Religion and democracy are belief systems that share particular values that complement each other. However, democracy as governance system that focuses on an individual’s rights is relatively modern in its conception. Despite the absence of an accurate definition, elements of democracy include participatory governance, equality, periodic elections, individual rights that perpetuate pluralism, and the existence of the law and due process.All these elements of democracy are protected according to legal jurisprudences and interpretations of the law, all of which revolve around the concept of justice. Democracy in Muslim Majority Countries (MMCs) has been accepted and rejected in varying degrees. Currently, a few MMCs such as Indonesia and Turkey can claim to have genuine democratic societies. A significant number of MMCs have limited democratic societies while others have authoritarian regimes that have entirely blocked democracy. Examination of Islamic texts such as the Quran in the secular context (here, secular implies mundane instead of sacred) reveals a lot of similarities in the ideals of democracy and Islamic laws (Anonymous, 2011). Many political scholars claim that Islamic legal thinking is preoccupied with the law as an expression of the commandments and prohibitions of God. There is the misconception that Islam dictates that humans cannot rationally determine what is right unless given directions from God. However, the history of Islam reveals a pattern in its Prophetic traditions and the interpretation of the Quran that oscillates between the description of thelaw as an exclusive divine sphere and human matter. Consequently, the debate over Islam and democracy centers on three particular choices that face all Muslims (Ajami, 2012). First, there are those who believe that legal rulings must derive from the five “main goals” of the sharia that relate to religion, reason, the right to life, the right to property, and the family institution.Secondly, some Muslims believe that everything should be based on the dialog between humans and Islamic scriptures. Thirdly, there are Muslims who believe and propose that governance in MMCs should be based on the modern hermeneutics of Islamic Scriptures. Before further discussions, a distinction between democracy and secularism in the context of religion and politics needs to be made. The index of state-religion regimes classifies countries into four types according to their relationship with religion (Kuru, 2009). The first grouping includes those countries whose legal and judicial systems are instituted by religious laws. Saudi Arabia, Iran, and the Philippines are examples. The second grouping includes those countries that that have established religions that they recognize, but do not form the center of the legal and judicial system. Examples include England, Greece, and Denmark. Countries in the third grouping have legal and judicial institutions that are secular. These countries do not recognize any religion though they tolerate and appreciate their roles in their societies. Examples include the United States of America (USA), France, and Turkey. The last grouping includes those countries in which atheism dominates, and there is an apparent official hostility toward religion. Examples include China, Russia, and Cuba.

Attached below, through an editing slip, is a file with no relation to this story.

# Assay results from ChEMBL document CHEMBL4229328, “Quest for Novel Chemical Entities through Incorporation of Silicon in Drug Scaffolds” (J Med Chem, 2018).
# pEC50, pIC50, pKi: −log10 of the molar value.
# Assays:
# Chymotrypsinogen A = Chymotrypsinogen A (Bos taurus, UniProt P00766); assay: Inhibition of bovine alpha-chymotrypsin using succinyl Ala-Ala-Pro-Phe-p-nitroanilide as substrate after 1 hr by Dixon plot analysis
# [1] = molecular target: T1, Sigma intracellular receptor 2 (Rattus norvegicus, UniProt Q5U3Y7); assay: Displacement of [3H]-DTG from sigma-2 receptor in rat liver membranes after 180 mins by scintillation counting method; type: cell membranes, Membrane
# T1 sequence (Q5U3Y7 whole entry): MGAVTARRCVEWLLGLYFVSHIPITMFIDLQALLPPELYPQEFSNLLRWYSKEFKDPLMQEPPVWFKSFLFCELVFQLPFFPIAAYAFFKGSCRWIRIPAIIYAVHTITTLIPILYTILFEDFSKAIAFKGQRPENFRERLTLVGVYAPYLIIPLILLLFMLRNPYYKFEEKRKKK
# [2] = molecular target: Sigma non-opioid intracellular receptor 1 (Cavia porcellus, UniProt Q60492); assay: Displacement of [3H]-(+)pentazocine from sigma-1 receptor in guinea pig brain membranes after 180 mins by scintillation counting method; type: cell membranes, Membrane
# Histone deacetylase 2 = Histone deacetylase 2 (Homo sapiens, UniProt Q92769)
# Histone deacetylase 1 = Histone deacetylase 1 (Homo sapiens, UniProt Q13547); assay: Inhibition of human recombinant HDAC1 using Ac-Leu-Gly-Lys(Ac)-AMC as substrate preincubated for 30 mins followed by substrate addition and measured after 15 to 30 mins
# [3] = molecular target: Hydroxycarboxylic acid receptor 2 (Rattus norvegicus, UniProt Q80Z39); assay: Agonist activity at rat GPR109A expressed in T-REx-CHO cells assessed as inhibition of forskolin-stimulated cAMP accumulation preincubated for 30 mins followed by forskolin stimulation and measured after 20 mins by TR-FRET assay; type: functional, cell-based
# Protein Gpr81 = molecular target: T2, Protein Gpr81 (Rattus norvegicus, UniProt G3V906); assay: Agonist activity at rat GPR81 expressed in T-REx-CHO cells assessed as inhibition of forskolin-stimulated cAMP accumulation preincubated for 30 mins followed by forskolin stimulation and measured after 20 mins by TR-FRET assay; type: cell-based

Therefore, secularism as it relates to Islam implies that legal concept that deals with the moral conduct toward others and the sustenance of social order. Well-known public institutions and their processes such as monarchies, marriages, divorces, power, loyalty to authority, and bills of sale among others predated Islam and other religions. It is no wonder that the Holy Quran claims that Prophet Muhammad did not come to challenge the ethical principles that were inherent in societies. Rather, Prophet Muhammad came to reinforce the already existing principles that guided the morality of humans toward each other (Ajami, 2012). Many Christian-based communities viewed their Monarchies as divinely endorsed. Therefore, sovereigns that include Kings, Princes, Dukes, and Counts dominated the control of political life in Christian-based societies. Philosophers such as Dante Alighieri and Thomas Aquinas reinforced the divine right of the sovereigns by claiming that nature favored princely rule. In fact, the Kings of the Biblical Old testament displayed little if any democratic principles. The Catholic Popes represent an institution that combined religion and politics for centuries in a very tight grip that no Muslim ruler has ever replicated. The domination of Christian-based societies by supposedly divine-ordained sovereigns only ended after philosophers and thinker such as Nicola Machiavelli, Francis Bacon, and ThomasHobbes advocated the transformation of divine monarchy to popular sovereignty (Malinova, 2012). This political system prevailing in the Christian-based societies contrasts sharply with the seemingly democratic institutions that the Quran was encouraging in predominantly Islamic regions. The Holy Quran was silent on any particular political systems that communities need to govern. However, the Holy Quran emphasized the responsibility of a Muslim devout to ensure that the society is just and egalitarian to ensure that all people, irrespective of their vulnerability, are treatedwith respect. In fact, the Holy Quran contains approximately five hundred verses that cover legal topic that are applicable toa Muslim in regards to one’s spirituality, ritual, and practical commitments (Nashashibi, 2013). The Quran, it seems, has no provisions for dictating the types of governments that societies should have.